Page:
In 1777 a group of survivors from the failed New Smyrna colony arrived in St. Augustine. At the time, Florida was under British rule, but the majority of these survivors were Catholics of Minorcan ancestry with some Greek Orthodox also in the mix. Known collectively as the Minorcans, these people had their own priest who moved their parish from the Smyrna colony to their new home in St. Augustine.
The northern part of the town near the Castillo de San Marcos was largely uninhabited since the time the British took over the Florida territory from Spain. It was this part of the town that the Minorcans settled and began building a new life. During the first Spanish period, a Guale Indian village and Franciscan mission called Tolomato was located just outside of the town’s defenses next to this new Minorcan Quarter. When the British came, the Indians evacuated to Cuba along with the Spanish residents of St. Augustine. Father Camps, the Catholic priest who had served the Minorcans throughout their New Smyrna ordeal, petitioned the British governor to use the mission burial ground at Tolomato as a graveyard for this new Catholic parish in the middle of Anglican St. Augustine. His petition was granted.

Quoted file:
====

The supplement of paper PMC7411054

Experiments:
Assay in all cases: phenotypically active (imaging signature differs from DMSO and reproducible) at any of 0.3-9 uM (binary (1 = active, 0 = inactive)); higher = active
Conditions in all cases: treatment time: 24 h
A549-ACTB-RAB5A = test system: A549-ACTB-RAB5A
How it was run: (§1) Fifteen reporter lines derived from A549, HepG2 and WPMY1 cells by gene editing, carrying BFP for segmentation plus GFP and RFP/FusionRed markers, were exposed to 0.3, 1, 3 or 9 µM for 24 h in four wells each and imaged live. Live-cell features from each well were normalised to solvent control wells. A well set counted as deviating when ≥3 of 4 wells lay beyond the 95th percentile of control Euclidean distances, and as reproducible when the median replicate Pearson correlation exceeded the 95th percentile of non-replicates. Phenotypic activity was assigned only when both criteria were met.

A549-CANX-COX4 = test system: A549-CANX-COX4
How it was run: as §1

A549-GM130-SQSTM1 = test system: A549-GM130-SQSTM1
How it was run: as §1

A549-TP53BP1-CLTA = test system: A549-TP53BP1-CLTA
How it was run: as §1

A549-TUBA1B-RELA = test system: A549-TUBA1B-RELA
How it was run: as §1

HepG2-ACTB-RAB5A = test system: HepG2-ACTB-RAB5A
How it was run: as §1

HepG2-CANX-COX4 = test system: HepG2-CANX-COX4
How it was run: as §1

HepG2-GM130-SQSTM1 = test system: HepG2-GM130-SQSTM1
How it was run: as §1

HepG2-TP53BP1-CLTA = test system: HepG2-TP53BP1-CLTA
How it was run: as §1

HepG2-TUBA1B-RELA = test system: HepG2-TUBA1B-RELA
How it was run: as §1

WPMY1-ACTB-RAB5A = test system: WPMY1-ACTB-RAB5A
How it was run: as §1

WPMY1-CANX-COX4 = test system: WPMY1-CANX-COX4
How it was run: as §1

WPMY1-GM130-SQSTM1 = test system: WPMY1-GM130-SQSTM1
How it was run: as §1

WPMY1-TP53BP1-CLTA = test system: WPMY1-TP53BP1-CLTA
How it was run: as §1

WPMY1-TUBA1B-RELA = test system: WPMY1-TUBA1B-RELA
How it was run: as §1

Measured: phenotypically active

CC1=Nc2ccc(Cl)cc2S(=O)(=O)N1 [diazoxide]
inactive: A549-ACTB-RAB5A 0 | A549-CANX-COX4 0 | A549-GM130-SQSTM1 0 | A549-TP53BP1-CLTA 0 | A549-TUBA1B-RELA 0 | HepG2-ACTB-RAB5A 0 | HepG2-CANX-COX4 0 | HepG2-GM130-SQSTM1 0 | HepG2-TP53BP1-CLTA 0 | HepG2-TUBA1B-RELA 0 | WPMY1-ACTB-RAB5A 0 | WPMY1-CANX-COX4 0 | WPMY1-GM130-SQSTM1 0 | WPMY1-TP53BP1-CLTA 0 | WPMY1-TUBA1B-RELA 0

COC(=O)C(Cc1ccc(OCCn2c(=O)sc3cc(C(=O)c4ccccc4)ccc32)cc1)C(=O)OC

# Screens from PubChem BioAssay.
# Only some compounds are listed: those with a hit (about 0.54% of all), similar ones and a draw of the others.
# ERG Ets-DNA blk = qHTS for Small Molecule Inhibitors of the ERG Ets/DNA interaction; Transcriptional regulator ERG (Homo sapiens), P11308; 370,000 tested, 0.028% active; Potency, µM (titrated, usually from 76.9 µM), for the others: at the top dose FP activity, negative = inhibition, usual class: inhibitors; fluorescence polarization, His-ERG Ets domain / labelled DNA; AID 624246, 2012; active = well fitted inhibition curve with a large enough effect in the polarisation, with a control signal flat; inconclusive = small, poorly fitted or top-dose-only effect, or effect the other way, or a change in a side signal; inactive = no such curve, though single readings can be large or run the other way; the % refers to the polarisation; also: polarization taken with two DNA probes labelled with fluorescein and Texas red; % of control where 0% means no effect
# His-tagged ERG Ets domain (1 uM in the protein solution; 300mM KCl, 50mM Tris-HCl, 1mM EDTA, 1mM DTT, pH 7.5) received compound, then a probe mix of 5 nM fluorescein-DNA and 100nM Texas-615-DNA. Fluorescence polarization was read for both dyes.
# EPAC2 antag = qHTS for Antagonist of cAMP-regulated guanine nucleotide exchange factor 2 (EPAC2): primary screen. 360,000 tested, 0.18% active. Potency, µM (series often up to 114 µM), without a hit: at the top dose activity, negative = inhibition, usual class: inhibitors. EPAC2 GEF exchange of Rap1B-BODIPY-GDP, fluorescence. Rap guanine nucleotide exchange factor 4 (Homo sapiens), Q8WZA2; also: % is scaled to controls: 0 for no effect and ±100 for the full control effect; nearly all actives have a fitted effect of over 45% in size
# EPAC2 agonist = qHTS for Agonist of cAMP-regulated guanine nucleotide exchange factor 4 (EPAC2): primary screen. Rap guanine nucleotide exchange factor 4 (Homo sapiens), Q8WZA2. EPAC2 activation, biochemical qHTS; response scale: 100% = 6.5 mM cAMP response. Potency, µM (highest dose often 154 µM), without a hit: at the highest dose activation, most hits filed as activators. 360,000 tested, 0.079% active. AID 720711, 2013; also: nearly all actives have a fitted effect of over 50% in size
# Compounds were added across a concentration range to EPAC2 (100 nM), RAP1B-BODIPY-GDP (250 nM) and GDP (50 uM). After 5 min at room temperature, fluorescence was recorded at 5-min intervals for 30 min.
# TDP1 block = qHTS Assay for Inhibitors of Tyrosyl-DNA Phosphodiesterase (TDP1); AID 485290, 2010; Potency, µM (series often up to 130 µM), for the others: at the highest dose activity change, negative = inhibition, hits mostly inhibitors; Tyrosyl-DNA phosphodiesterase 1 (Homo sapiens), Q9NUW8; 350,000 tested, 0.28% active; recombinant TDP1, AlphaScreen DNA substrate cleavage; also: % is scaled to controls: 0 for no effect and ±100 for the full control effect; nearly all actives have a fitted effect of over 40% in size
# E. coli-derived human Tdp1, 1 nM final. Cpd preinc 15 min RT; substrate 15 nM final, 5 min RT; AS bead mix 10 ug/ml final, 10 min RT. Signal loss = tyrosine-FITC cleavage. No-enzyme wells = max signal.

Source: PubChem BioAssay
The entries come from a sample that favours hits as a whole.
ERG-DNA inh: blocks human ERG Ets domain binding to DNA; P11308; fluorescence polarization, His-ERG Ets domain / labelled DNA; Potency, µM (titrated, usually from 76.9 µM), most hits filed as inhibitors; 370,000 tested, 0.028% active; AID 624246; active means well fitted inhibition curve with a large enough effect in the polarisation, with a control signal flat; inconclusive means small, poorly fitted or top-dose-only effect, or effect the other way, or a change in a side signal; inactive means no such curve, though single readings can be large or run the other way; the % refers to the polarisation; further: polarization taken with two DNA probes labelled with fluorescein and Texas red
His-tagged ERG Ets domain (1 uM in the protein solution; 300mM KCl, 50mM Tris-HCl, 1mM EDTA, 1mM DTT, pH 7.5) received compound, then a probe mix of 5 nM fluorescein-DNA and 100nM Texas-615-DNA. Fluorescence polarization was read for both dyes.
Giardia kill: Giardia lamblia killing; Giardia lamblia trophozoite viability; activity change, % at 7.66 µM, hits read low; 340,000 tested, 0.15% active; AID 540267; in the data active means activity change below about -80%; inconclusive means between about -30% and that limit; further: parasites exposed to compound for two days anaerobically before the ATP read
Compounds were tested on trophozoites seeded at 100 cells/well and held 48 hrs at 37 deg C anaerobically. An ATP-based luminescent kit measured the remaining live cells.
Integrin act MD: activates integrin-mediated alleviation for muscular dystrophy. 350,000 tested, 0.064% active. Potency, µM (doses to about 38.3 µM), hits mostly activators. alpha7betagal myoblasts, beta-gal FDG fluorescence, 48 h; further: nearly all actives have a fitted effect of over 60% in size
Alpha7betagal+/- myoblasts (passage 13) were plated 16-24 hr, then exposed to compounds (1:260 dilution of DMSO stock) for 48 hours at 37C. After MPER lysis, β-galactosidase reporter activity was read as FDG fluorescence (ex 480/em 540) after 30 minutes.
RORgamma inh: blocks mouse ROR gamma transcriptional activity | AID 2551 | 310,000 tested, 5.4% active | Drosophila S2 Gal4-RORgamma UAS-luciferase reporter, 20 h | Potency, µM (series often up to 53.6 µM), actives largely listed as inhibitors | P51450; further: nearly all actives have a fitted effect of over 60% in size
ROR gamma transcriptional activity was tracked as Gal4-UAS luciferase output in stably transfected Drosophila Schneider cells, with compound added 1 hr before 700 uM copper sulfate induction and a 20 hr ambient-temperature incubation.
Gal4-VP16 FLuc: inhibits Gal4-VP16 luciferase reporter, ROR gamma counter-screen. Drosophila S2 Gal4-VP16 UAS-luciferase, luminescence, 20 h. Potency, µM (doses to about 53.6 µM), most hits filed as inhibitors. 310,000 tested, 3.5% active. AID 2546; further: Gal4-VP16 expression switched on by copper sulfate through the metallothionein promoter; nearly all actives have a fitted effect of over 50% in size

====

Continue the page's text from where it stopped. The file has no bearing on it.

Florida was returned to Spanish control at the end of the American Revolution in 1783. Although most of the British left the colony, the Minorcans chose to stay. Their make-shift parish church was soon replaced with a proper cathedral facing the town’s plaza as more priests arrived to minister to the growing colony. Tolomato Cemetery continued to support the community. Florida would change hands several more times – becoming a U.S. territory in 1821, a state in 1843, a part of the Confederacy in 1861 and finally a return to statehood. By the early 1880s, St. Augustine had grown substantially and Tolomato Cemetery was now surrounded by residences. In 1884, bowing to pressure from local citizens, the city passed a resolution closing both Tolomato and the Public Burying Ground (Huguenot Cemetery) located just a few blocks away.